Mars rover fined for non-essential travel - The Beaverton

Mars rover fined for non-essential travel

SACRAMENTO, CA – California Governor Gavin Newsom announced yesterday that the , Perseverance, was going to have to pay a significant fine for breaking the rules on non-essential travel after he discovered that it had gone to Mars on vacation.

“This is yet another example of egregious rule-flaunting,” Newsom stated in a press conference, after consulting with several NASA scientists about how best to get wire transferred from Mars to Earth. “This Rover is one of the most technical pieces of equipment in the world, It knew the risks it was taking, but took that vacation anyway.”

He paused to show reporters the first image from Mars that had come through, depicting a selfie of the Rover a cocktail in the Jezero Crater, its protective heat shield nowhere in sight.

“We are all tired of staying in our homes– or, in Perseverance’s case, its Jet Propulsion Laboratory. But if we don’t crack down on interstate and interplanetary travel, we are never going to stop the spread of this virus. What this Rover did was immature and selfish, and I sincerely hope that this fine will cause others of its kind to stop and really think about whether their future vacations are really worth it.”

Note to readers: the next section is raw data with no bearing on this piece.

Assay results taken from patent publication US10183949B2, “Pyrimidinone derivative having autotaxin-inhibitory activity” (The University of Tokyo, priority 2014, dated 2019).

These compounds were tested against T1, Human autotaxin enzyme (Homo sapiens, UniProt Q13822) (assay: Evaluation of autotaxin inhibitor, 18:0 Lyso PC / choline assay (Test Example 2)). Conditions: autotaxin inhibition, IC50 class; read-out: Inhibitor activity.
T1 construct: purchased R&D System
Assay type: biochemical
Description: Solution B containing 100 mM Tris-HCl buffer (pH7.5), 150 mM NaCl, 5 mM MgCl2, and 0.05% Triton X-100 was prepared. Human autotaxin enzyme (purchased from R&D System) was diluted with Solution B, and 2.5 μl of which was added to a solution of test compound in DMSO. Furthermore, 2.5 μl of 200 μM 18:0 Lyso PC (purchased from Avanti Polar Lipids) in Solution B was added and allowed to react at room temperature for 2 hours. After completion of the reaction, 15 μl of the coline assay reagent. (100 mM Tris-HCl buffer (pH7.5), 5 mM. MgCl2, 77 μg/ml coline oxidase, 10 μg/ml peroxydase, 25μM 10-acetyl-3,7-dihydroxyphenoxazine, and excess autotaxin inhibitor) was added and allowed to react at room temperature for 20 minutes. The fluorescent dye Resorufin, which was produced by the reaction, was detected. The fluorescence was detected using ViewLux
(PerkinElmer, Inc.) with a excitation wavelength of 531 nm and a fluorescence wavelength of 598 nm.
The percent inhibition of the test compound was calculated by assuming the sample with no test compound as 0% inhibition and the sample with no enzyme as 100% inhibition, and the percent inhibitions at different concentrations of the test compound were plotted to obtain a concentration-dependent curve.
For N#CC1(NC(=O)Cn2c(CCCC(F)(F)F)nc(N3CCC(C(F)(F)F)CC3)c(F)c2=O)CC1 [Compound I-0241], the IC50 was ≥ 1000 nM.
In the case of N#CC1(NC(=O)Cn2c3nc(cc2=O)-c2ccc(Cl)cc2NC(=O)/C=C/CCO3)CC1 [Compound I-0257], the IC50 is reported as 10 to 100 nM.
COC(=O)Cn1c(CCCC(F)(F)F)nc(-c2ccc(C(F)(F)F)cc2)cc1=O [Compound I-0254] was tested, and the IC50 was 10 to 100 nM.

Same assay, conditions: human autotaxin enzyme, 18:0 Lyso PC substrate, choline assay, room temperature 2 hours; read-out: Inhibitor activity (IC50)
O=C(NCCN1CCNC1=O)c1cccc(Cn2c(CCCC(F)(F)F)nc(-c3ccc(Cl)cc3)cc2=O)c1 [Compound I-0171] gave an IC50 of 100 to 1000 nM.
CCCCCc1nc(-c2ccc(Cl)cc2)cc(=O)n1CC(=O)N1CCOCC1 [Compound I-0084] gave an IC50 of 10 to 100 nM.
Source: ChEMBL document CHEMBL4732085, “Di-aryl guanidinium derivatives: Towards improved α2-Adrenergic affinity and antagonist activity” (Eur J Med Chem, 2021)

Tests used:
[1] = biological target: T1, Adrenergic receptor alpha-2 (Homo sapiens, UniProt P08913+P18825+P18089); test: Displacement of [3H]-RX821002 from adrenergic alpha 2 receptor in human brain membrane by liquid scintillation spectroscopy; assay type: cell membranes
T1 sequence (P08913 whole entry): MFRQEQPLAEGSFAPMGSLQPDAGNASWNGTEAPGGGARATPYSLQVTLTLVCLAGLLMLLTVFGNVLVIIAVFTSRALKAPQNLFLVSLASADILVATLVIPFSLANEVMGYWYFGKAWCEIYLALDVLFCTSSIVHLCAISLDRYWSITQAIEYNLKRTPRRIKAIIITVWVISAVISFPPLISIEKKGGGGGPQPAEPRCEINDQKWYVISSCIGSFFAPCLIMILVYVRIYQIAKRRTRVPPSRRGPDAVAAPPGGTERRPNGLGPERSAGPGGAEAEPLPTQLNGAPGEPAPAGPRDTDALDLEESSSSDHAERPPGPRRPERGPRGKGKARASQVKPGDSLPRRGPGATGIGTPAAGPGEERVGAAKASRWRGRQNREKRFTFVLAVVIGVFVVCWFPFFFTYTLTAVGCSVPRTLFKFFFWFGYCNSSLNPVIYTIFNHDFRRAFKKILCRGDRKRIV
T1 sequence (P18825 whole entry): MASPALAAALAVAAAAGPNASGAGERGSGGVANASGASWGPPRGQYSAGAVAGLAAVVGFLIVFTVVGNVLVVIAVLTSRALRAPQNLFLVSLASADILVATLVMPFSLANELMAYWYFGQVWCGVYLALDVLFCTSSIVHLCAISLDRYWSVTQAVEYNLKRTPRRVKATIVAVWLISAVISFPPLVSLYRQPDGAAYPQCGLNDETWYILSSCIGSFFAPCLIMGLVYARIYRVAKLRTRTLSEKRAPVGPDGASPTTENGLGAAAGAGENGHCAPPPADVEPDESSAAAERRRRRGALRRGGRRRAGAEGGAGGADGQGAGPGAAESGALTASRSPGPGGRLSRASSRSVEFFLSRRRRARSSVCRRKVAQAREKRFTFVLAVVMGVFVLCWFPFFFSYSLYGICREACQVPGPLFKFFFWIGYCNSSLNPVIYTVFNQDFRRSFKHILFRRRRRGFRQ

Dr. Swati Mohan, the scientist in charge of the Mars Rover, explained that she was ashamed of the Rover’s actions, and that they did not represent NASA as a whole.

“I can’t believe Perseverance went to Mars in a direct violation of the laws that keep us all safe,” she said, shaking her head. “It knew that all non-essential space vacations were to remain within the state borders, but obviously it just thinks rules are for lesser robots.”

“The worst thing is that it entered Mars’ atmosphere without a negative PCR test,” she admitted, growing on her face. “What if it brings -19 to Mars? We’re going to have to move on to Venus and hope we don’t screw that one up, too.”

At press time, Perseverance had just sent another selfie, this time with the Curiosity Rover, leading to worldwide outrage that the two vehicles were clearly not standing six feet apart.